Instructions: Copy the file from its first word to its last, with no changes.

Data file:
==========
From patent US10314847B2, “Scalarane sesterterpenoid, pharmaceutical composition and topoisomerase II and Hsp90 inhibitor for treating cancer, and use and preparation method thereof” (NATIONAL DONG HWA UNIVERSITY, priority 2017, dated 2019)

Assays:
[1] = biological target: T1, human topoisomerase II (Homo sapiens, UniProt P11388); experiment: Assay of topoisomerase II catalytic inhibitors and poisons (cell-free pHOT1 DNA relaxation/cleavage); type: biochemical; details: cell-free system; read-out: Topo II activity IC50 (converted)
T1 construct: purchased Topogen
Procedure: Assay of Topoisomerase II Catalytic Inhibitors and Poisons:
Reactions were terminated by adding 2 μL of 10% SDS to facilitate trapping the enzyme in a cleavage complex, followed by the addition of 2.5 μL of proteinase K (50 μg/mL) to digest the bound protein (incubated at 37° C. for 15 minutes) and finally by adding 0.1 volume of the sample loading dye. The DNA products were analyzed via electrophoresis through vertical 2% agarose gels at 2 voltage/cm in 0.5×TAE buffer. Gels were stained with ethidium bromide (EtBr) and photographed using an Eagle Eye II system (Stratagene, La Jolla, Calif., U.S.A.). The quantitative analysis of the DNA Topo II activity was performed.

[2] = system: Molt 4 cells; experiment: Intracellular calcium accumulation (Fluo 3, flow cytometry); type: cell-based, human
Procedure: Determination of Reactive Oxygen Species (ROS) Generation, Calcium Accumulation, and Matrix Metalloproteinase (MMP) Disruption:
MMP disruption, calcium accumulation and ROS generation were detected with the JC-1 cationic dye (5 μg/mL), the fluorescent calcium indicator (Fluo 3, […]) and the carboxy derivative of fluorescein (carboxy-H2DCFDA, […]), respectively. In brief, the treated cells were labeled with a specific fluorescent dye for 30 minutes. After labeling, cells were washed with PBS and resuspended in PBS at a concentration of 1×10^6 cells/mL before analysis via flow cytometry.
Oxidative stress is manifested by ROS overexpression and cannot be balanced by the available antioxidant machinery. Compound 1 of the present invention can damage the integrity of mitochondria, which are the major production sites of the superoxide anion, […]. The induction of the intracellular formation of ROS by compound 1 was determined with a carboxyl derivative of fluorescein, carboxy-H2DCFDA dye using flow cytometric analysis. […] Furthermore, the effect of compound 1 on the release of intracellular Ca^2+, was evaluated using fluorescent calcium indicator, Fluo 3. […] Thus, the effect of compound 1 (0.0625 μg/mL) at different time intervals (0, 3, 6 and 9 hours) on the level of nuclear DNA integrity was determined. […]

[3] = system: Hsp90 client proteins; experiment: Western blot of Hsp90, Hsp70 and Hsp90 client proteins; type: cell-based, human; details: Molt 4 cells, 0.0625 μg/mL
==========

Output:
From patent US10314847B2, “Scalarane sesterterpenoid, pharmaceutical composition and topoisomerase II and Hsp90 inhibitor for treating cancer, and use and preparation method thereof” (NATIONAL DONG HWA UNIVERSITY, priority 2017, dated 2019)

Assays:
[1] = biological target: T1, human topoisomerase II (Homo sapiens, UniProt P11388); experiment: Assay of topoisomerase II catalytic inhibitors and poisons (cell-free pHOT1 DNA relaxation/cleavage); type: biochemical; details: cell-free system; read-out: Topo II activity IC50 (converted)
T1 construct: purchased Topogen
Procedure: Assay of Topoisomerase II Catalytic Inhibitors and Poisons:
Reactions were terminated by adding 2 μL of 10% SDS to facilitate trapping the enzyme in a cleavage complex, followed by the addition of 2.5 μL of proteinase K (50 μg/mL) to digest the bound protein (incubated at 37° C. for 15 minutes) and finally by adding 0.1 volume of the sample loading dye. The DNA products were analyzed via electrophoresis through vertical 2% agarose gels at 2 voltage/cm in 0.5×TAE buffer. Gels were stained with ethidium bromide (EtBr) and photographed using an Eagle Eye II system (Stratagene, La Jolla, Calif., U.S.A.). The quantitative analysis of the DNA Topo II activity was performed.

[2] = system: Molt 4 cells; experiment: Intracellular calcium accumulation (Fluo 3, flow cytometry); type: cell-based, human
Procedure: Determination of Reactive Oxygen Species (ROS) Generation, Calcium Accumulation, and Matrix Metalloproteinase (MMP) Disruption:
MMP disruption, calcium accumulation and ROS generation were detected with the JC-1 cationic dye (5 μg/mL), the fluorescent calcium indicator (Fluo 3, […]) and the carboxy derivative of fluorescein (carboxy-H2DCFDA, […]), respectively. In brief, the treated cells were labeled with a specific fluorescent dye for 30 minutes. After labeling, cells were washed with PBS and resuspended in PBS at a concentration of 1×10^6 cells/mL before analysis via flow cytometry.
Oxidative stress is manifested by ROS overexpression and cannot be balanced by the available antioxidant machinery. Compound 1 of the present invention can damage the integrity of mitochondria, which are the major production sites of the superoxide anion, […]. The induction of the intracellular formation of ROS by compound 1 was determined with a carboxyl derivative of fluorescein, carboxy-H2DCFDA dye using flow cytometric analysis. […] Furthermore, the effect of compound 1 on the release of intracellular Ca^2+, was evaluated using fluorescent calcium indicator, Fluo 3. […] Thus, the effect of compound 1 (0.0625 μg/mL) at different time intervals (0, 3, 6 and 9 hours) on the level of nuclear DNA integrity was determined. […]

[3] = system: Hsp90 client proteins; experiment: Western blot of Hsp90, Hsp70 and Hsp90 client proteins; type: cell-based, human; details: Molt 4 cells, 0.0625 μg/mL